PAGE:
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I am trying to find out the queries which would have run and caused bloat to TempDB.

I am able to pull data like TempDB bloating on one particular day where it almost ate upto 300 GB of space, was somewhere in middle of last week.

As per post How to find the SQL statements that caused tempdb growth?, i can find below data but not sure how to interpret this as i can find host and login, but not the actual queries.

status  CPU TIME (in milisec)   Total Scheduled TIME (in milisec)   Elapsed TIME (in milisec)   Memory USAGE (in KB)    SPACE Allocated FOR USER Objects (in KB)    SPACE Deallocated FOR USER Objects (in KB)  SPACE Allocated FOR Internal Objects (in KB)    SPACE Deallocated FOR Internal Objects (in KB)  SESSION Type    ROW COUNT
sleeping    4428523 4618020 5418422 24  0   648 38349248    38351104    user session    1
sleeping    4411334 4578428 5389351 24  0   672 41238720    41240448    user session    1
sleeping    4601627 4820643 5631623 24  0   720 40119104    40121280    user session    1
sleeping    12887505    13667397    15209924    24  0   3528    46007808    46013184    user session    1
sleeping    4589595 4792873 5835456 24  0   528 39140800    39142528    user session    1
sleeping    6416738 6767615 7836356 24  0   1088    40406400    40408768    user session    1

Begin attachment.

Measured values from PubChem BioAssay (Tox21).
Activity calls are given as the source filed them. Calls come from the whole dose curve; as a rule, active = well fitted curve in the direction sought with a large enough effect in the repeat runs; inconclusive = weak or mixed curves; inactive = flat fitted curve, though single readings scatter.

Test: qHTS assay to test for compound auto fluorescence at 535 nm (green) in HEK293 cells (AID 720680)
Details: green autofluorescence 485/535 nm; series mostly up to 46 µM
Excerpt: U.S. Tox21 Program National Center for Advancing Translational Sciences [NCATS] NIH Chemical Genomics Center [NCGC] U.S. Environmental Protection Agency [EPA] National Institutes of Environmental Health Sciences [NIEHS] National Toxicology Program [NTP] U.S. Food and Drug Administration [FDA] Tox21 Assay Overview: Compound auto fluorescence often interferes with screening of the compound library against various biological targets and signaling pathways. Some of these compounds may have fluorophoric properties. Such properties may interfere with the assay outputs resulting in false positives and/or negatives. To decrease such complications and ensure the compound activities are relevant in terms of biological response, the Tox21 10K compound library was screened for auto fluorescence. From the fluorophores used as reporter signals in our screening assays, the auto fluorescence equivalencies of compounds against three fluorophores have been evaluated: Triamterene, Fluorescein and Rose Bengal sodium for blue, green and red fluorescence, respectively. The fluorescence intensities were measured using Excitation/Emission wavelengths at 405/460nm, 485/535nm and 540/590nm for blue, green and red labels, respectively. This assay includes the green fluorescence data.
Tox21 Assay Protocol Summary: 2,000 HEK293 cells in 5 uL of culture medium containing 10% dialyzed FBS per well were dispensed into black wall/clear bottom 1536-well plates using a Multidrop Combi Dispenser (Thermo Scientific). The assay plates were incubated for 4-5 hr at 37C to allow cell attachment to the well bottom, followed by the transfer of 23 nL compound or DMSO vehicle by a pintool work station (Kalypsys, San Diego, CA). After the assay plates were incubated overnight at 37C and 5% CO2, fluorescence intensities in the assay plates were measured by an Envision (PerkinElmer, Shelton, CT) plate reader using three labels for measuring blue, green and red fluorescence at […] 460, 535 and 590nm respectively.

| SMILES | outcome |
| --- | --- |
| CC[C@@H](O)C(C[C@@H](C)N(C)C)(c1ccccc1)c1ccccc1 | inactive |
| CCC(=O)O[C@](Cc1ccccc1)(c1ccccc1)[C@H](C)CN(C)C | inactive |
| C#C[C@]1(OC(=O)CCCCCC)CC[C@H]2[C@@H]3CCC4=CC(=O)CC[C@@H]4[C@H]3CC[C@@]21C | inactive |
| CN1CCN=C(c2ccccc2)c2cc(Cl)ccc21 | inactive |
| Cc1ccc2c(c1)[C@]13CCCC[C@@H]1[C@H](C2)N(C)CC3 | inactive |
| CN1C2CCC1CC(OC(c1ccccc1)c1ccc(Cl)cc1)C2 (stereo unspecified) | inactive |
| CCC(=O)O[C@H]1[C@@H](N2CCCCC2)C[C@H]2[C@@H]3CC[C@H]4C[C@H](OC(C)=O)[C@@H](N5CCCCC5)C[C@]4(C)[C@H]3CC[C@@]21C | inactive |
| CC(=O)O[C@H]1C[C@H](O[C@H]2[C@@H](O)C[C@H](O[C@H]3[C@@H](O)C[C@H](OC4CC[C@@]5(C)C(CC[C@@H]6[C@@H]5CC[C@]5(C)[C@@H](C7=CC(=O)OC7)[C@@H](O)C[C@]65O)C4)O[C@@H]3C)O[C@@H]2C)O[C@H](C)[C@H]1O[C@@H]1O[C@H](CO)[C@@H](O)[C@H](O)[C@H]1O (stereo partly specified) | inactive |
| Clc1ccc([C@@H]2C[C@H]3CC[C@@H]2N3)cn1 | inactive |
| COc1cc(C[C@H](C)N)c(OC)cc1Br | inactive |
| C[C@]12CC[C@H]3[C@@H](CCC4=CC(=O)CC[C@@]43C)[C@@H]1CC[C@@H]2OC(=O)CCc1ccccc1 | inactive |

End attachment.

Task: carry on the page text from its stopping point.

sleeping    8626603 9072173 10416679    24  0   1488    43888640    43891584    user session    1
sleeping    4346345 4554241 5389904 24  0   976 39358208    39360128    user session    1
sleeping    11817344    12427608    13494857    24  0   3208    46888512    46894208    user session    1
sleeping    5182063 5435636 6242939 24  0   680 37975040    37977024    user session    1

Is there a way i can really find queries which caused almost 300 GB bloat last week.

Yes, am aware of 3rd party tools which would have save the info. But we do not have one on this. How can i find one if possible?

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By default, SQL Server does not track and record queries that causing growth of TempDB. Moreover, even running SQL Profiler session would not help in this case.

However, extended events is an option. Brent Ozar has a blog post with an example:

Tracking tempdb growth using Extended Events

XE sessions are more lightweight than SQL Profiler traces. Moreover, your servers, perhaps, already have two or three running now, by default.

XE sessions can be setup to target a ringbuffer, so they can be completely in memory and catch queries that exceed some threshold, for instance 20 GB or more. In this case, risk that they will cause any issues are minimal.

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